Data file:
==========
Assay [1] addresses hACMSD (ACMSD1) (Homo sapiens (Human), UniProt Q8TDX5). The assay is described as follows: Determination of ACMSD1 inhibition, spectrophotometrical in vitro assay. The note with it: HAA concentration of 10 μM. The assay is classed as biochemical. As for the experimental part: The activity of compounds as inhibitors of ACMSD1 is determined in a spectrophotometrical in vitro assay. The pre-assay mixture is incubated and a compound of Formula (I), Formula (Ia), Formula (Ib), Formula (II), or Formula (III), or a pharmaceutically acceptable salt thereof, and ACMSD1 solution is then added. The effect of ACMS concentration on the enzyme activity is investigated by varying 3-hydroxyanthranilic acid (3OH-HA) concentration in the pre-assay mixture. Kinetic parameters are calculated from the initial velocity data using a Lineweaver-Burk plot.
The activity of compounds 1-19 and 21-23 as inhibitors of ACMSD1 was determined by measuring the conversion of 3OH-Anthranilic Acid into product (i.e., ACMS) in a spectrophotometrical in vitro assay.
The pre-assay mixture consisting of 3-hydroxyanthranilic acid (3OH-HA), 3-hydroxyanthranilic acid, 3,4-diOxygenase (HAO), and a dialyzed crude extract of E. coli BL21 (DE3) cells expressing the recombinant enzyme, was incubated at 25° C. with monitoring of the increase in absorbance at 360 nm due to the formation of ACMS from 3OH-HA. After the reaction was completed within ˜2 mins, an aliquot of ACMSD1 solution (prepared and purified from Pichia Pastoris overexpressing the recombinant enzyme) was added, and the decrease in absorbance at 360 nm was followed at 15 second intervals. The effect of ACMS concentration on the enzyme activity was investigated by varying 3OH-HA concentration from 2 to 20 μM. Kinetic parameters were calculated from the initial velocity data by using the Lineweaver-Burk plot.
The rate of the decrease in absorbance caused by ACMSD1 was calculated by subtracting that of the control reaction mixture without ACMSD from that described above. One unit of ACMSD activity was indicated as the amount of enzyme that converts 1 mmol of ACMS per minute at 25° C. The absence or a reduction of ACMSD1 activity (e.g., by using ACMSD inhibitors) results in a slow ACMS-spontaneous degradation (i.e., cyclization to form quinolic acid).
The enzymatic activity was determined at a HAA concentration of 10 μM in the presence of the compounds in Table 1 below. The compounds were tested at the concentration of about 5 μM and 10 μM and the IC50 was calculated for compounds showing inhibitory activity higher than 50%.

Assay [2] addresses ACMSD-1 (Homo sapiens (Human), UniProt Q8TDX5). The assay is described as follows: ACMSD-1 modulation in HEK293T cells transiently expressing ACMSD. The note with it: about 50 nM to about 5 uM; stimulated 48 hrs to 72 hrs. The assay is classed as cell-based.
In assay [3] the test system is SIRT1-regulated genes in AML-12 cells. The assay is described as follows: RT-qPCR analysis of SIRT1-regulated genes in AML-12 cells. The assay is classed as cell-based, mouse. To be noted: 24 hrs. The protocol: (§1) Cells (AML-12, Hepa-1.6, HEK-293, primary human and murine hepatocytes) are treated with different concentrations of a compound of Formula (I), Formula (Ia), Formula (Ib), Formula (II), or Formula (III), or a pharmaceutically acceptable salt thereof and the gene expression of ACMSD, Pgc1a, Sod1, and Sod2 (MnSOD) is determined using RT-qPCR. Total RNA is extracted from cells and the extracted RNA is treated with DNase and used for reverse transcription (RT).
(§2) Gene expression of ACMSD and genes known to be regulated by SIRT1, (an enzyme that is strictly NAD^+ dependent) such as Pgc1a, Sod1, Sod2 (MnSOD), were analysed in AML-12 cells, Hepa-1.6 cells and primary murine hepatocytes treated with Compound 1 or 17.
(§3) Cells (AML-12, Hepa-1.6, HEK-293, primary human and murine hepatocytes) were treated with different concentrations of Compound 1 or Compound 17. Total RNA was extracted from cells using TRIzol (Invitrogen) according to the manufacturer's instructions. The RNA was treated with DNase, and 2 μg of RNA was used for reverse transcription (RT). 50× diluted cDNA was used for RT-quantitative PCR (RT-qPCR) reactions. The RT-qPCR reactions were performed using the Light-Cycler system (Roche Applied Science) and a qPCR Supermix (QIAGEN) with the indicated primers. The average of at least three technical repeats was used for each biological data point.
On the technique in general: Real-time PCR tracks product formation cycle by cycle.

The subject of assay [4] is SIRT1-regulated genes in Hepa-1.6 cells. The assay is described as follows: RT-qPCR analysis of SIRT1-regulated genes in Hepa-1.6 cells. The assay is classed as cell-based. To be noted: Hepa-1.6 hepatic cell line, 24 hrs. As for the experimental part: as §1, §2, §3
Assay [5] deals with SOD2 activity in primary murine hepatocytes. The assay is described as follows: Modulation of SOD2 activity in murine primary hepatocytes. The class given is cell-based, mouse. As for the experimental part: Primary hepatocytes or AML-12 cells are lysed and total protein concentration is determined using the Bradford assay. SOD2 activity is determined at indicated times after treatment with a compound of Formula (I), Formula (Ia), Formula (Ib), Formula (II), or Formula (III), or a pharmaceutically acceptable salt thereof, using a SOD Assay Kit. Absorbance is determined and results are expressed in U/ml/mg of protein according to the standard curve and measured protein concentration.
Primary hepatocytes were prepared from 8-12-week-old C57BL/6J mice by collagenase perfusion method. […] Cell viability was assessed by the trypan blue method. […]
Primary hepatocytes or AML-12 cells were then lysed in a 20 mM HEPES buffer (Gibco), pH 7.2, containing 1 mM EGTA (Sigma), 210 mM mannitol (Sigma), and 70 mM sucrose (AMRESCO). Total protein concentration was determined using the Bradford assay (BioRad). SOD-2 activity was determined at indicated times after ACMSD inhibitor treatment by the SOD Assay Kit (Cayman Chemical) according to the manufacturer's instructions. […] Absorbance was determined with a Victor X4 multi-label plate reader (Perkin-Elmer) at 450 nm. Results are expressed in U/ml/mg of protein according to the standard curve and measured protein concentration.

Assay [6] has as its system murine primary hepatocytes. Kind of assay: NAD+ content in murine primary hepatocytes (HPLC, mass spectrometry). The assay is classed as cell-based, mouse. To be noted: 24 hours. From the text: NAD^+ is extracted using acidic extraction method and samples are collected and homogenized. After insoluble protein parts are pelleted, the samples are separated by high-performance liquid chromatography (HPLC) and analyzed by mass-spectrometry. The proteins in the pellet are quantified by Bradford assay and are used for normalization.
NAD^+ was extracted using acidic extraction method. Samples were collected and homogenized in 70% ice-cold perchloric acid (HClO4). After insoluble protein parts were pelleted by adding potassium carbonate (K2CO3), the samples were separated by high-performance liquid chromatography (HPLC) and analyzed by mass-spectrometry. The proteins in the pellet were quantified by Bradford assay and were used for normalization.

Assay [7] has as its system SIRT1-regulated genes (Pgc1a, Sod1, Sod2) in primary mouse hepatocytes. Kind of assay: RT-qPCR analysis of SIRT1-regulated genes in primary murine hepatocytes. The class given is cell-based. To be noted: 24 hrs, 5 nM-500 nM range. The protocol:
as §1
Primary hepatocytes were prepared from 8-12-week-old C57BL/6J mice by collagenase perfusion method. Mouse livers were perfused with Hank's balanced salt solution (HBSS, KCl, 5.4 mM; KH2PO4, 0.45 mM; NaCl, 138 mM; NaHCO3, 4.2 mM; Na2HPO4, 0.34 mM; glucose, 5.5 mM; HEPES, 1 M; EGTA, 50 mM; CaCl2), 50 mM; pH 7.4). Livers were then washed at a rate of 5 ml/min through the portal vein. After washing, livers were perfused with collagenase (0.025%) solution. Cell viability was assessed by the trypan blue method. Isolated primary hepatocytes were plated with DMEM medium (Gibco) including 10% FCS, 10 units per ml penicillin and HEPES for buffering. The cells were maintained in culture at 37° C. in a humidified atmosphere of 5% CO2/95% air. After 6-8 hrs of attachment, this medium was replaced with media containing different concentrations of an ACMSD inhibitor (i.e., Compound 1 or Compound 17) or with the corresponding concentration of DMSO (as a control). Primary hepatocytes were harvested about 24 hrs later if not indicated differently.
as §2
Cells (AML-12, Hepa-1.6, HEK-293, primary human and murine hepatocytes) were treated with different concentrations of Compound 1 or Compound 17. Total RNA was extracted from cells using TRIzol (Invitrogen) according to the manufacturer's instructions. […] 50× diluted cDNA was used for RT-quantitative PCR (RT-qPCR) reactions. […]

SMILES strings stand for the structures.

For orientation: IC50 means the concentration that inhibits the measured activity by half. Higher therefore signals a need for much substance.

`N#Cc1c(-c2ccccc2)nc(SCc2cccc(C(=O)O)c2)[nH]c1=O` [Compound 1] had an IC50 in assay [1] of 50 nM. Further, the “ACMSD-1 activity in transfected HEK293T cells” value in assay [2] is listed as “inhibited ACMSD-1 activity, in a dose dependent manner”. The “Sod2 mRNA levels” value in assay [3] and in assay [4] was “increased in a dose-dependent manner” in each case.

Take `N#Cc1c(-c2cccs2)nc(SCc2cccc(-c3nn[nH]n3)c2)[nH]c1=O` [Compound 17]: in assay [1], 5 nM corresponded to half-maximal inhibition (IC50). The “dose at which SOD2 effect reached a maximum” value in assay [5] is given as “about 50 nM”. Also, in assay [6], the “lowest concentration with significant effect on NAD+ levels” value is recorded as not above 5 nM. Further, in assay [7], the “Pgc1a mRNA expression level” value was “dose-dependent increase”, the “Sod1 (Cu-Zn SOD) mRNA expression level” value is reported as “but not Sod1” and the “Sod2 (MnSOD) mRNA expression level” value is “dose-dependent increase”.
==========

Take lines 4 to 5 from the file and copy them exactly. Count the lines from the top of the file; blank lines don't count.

The rate of the decrease in absorbance caused by ACMSD1 was calculated by subtracting that of the control reaction mixture without ACMSD from that described above. One unit of ACMSD activity was indicated as the amount of enzyme that converts 1 mmol of ACMS per minute at 25° C. The absence or a reduction of ACMSD1 activity (e.g., by using ACMSD inhibitors) results in a slow ACMS-spontaneous degradation (i.e., cyclization to form quinolic acid).
The enzymatic activity was determined at a HAA concentration of 10 μM in the presence of the compounds in Table 1 below. The compounds were tested at the concentration of about 5 μM and 10 μM and the IC50 was calculated for compounds showing inhibitory activity higher than 50%.